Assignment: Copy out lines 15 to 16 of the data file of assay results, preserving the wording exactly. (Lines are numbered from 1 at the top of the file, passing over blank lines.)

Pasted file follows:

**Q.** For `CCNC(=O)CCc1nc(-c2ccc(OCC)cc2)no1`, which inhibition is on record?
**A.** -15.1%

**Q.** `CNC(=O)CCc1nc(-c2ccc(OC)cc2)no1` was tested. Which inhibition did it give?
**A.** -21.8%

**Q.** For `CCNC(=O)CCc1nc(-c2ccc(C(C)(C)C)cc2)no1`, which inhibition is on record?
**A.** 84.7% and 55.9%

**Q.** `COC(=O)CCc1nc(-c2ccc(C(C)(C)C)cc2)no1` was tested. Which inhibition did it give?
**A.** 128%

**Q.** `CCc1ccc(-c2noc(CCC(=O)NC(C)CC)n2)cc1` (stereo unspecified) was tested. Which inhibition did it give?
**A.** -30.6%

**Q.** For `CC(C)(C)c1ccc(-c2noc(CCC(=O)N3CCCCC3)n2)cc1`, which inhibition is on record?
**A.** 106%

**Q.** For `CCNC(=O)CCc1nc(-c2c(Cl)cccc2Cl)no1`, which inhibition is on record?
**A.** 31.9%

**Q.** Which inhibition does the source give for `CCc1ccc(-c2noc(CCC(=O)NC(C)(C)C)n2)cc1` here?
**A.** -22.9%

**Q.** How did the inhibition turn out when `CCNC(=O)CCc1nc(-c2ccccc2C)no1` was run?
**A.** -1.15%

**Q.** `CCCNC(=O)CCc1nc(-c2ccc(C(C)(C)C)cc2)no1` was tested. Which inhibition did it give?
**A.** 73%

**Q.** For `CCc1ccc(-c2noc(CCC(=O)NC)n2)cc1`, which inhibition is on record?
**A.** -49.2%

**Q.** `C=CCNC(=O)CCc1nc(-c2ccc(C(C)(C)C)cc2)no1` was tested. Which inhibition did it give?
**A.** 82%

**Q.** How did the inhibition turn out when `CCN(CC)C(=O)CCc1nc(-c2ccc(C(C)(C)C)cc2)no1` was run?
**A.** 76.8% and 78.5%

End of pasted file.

**Q.** Which inhibition does the source give for `CCc1ccc(-c2noc(CCC(=O)NC(C)(C)C)n2)cc1` here?
**A.** -22.9%